Review by JoshB
This is a bootleg of the Nomura ST Baldios... or is it?
In the world of bootleg toys, sometimes things are not what they seem. Sometimes the toys are obvious bootlegs – cheap materials, weird alterations, or lack of copyright or manufacturing information. Other times it's not so clear as to what is a bootleg and what is just something that has produced for a foreign market. Consider the case of this ST Baldios by AL-ES (Originally by Nomura).
The box is similar to the Japanese release box, but obviously the Japanese text has been removed and replaced with Italian. The logo has been replaced with the English title, but the art for the robot is the same. In the bottom corner is the logo of the manufacturer, AL-ES The text on the front of the box reads:
“COPYRIGHT 1980 TELECINE LTD TOKYO / ZIV INT. USA PER CONCESSIONE DELLA PAC ROMA DISTRIBUTO DALLA DITA AL-ES MONZA”
“Al-Es Monza” was an Italian toy company which specialized in licensing and importing Japanese character goods in the 1980s. They were owned by the Fassi family until 1987, at which time they were acquired by LJN. AL-ES most known in our circles for their Junior Machinders.
The statement above basically says that Telecine and Ziv granted a license to AL-ES to sell these toys in Italy. Ziv International was a company that distributed Americanized versions of Japanese Anime in the late 70s and early 80s. It does not look like they ever released Baldios in the states, but just held the license. It's a good sign that there's a copyright statement, but I haven't been able to find anything about “Telecine Ltd. Tokyo”. The side says “Made in Singapore” but of course the original toy was made in Japan.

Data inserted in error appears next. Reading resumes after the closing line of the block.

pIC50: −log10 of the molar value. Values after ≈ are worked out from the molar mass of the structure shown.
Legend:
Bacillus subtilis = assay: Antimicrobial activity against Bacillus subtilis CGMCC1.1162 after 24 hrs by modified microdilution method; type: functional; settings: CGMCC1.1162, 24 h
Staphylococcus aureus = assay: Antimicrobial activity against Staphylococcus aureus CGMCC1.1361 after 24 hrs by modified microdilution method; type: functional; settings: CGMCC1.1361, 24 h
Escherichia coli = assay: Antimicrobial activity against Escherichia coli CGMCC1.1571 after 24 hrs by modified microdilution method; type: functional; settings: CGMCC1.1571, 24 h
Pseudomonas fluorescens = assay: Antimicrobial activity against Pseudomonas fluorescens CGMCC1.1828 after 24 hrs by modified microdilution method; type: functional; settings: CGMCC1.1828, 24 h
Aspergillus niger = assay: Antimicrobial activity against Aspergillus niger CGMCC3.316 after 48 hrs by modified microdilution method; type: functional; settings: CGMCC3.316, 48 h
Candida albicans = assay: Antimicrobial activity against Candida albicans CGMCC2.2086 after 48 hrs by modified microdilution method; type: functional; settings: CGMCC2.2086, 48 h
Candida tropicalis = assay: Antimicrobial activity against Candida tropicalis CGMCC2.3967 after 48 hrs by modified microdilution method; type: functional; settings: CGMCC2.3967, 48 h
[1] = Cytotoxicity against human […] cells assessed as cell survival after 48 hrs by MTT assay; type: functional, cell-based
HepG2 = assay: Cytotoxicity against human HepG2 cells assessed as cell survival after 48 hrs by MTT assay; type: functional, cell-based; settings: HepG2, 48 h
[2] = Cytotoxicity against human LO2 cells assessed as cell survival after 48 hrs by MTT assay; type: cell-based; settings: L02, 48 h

At this point – what do you think? Bootleg or not? Lets look at the toy.
Inside, the Styrofoam is the same as the Japanese release, and the accessories are the same.
The toy is basically the same as the JP release. Same paint, same decals, same gimmicks, same build quality. The only difference is the copyright information stamped on the back. Instead of the Japanese text, it simply says “Made in Singapore”
It's a simple gokin. Diecast chest and legs. Firing fists. There's a unique disc launcher in the chest behind two doors, and pull-out missile launchers on the legs. All retain the functionality of the original.
To me, the core of a bootleg toy is its unlicensed nature. I don't see that in this toy. What I see here is a foreign-market version of a toy produced with the same molds in a different factory. There is precedent for this – many Popy diecasts were produced for the European market and made in Singapore. Despite not being made in Japan, they are legitimate releases. One major clue is the box art. Both the Japanese and Italian version use the same basic art, with different text laid over it. The Italian box shows no sign of retouching where the Japanese was removed, meaning whoever produced it had access to the original art. You don't often see that with a bootleg.
That's not to say all of AL-ES releases are legitimate, but I think this one is.
|Posted 11 September, 2011 - 21:53 by JoshB|